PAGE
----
It’s easy to describe Florence Phillips-Westmoreland as a people’s person, after all her readily discernable effervescence combined with her gift of gab make it pleasurable for anyone to engage with her.
More than that, at 97 years old, Florence has seen a lot, growing up in a large family in Plateau Montreal and as an avid traveller, which when combined with a laser-sharp memory allows this great conversationalist to recall events of yesteryear as if they were yesterday.
And having grown up surrounded by Jewish neighbours, she is fluent in Yiddish.
Speaking to The CONTACT on February 23, her birthday, Florence who is mother to three children, Juanita Westmoreland, Quebec’s first Black judge, Erwin and Gail, was in full flight, mostly because the conversation was about family, community and side- stepping adversity.
Growing up in the middle of five brothers and two sisters during what can be considered the war years in Montreal, she has had to learn a lot quickly . And she did.
“I was fourteen years old when I had the responsibility of cooking for my brothers and sisters, so I learned how to cook early in life,” she remembers. “But more than that I had to help to provide for myself and that’s where the skills I learned from my mother in dressmaking, crocheting and knitting came in handy.”
As she recalls, Florence says whatever adversity they faced, the family, whose home for 40 years was at 4282 Laval Street in the heart of the Plateau, stuck together and grew to be contributing members of society.
With four brothers, Charles , Kenneth, Robert and Erwin in the service during the war, the Phillips was a well-regarded family in the community.
They suffered the ultimate when Erwin, a flight officer died when his plane crashed into the mountains of Germany on his final flight to deliver a supply of penicillin to Poland.
The other brothers all established themselves in various capacities: Robert is remembered as one of the fastest tele-typers in the service and as such was one of the first Canadians to receive news that the war had ended.
Charles went on to serve as a business agent for Canadair.
Clinton the youngest, ran the famed St. Michel Club and brought many great American acts to perform in Montreal, including James Brown.
Florence recalls growing up at a time when nothing came easy for Black families, but nothing stopped them from trying their darndest to get everything.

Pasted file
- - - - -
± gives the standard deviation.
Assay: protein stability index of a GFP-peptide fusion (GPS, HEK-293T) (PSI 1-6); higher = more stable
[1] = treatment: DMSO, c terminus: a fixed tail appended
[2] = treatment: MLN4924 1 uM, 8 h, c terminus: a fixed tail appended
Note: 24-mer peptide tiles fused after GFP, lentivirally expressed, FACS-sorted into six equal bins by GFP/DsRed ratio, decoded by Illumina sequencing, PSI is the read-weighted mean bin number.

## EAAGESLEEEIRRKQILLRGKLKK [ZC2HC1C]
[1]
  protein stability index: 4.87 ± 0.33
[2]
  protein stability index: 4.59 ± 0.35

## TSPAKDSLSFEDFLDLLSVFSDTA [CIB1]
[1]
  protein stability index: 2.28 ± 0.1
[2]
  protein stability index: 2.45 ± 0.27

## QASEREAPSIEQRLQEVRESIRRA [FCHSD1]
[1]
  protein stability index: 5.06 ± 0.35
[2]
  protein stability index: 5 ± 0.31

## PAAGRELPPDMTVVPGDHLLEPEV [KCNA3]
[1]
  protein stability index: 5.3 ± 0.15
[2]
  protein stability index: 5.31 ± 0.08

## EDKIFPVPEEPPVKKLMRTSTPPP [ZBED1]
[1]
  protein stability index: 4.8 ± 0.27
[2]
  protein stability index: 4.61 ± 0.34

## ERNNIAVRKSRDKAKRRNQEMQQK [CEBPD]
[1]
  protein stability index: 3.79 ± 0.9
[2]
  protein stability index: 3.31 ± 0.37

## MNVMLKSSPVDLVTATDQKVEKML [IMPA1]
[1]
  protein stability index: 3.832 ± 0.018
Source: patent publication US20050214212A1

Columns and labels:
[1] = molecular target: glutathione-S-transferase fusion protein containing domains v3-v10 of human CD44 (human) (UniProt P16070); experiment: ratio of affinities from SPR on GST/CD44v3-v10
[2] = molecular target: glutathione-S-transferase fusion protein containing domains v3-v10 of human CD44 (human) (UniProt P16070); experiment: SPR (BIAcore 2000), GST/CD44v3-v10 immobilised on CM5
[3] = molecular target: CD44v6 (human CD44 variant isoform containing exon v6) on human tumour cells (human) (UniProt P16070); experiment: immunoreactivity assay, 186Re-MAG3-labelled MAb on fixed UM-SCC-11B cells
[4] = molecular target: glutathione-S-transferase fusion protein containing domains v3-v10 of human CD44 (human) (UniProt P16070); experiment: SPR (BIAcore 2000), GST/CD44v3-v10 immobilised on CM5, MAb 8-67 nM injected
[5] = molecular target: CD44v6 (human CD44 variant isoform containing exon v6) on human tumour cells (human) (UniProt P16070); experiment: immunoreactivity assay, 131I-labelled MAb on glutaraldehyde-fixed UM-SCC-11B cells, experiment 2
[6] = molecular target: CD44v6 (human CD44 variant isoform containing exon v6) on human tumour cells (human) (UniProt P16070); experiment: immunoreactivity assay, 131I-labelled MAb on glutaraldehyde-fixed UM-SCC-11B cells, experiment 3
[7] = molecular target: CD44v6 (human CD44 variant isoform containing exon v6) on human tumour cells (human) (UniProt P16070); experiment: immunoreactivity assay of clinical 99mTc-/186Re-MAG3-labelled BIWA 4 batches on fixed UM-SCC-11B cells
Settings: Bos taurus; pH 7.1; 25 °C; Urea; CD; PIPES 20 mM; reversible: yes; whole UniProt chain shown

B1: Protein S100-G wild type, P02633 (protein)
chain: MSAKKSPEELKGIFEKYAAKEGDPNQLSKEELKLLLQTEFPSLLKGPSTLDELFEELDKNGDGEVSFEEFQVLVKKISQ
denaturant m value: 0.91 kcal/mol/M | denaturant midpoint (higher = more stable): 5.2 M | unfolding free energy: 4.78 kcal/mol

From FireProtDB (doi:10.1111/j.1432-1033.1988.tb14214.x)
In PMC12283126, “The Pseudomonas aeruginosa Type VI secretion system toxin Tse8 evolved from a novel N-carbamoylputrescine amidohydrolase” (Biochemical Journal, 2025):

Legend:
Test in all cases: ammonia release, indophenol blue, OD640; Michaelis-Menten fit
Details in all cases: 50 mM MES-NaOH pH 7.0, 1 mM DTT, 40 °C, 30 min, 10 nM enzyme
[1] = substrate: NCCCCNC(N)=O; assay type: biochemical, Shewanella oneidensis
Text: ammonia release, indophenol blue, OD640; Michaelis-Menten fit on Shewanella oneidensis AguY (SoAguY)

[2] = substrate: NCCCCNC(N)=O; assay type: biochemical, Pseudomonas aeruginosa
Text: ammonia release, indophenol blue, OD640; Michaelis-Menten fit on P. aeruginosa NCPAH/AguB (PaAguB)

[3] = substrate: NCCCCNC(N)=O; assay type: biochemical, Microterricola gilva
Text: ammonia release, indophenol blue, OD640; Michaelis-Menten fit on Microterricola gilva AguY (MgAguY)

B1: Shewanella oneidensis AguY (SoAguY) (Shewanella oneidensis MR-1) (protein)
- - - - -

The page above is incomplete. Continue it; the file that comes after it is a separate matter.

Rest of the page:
Our mother told us, “ it’s all out there for you and you can get it if you really want to. So that has always been the words I try to live by.”
Florence’s early life was filled with piano lessons with Daisy Sweeney, French classes in Cote des Neiges, church at Union United and a plethora of activities at the Negro Community Centre.
She also did her fair share of ice-skating, skiing and with two stables in her neighbourhood, lots of horse-back riding.
And when it was time to find a job, she and her sisters chose not to settle for the easy path of cleaning houses for wealthy families, instead they took their skills as dress-makers to the factories that dotted the district around St. Laurent Boulevard and made breakthroughs that opened doors for other Black women.
Along the way, she earned a reputation of being a fashionista, as she made a concerted effort to spend her money wisely, travelling to New York regularly to purchase material that she turned into the latest styles to outfit herself.
Looking back she remembers how important it was for her and other Blacks to ignore the daily sting of racism.
“It was constant in the neighbourhood, on the streets and in the buses,” she says. “Everything was fine when we were with our Jewish neighbours but not with some of the other white folks. We grew accustomed to seeing their toothless gums as they called us names and insulted us.”
Florence’s middle and later years were filled with travelling first across Europe courtesy a pass from her brother Clinton.
Then she started travelling to the Caribbean, Barbados especially, following her marriage to her first husband Harold, a Bajan.
Fast forward close to nine decades, Florence marvels at the changes that she has seen in her city.
“I remember when the community was centered around Little Burgundy and how special it was for some families when they moved to places like Cote des Neiges… if only they could see Montreal today.”
Happy Birthday to Auntie Florence Ivy Lorenza Phillips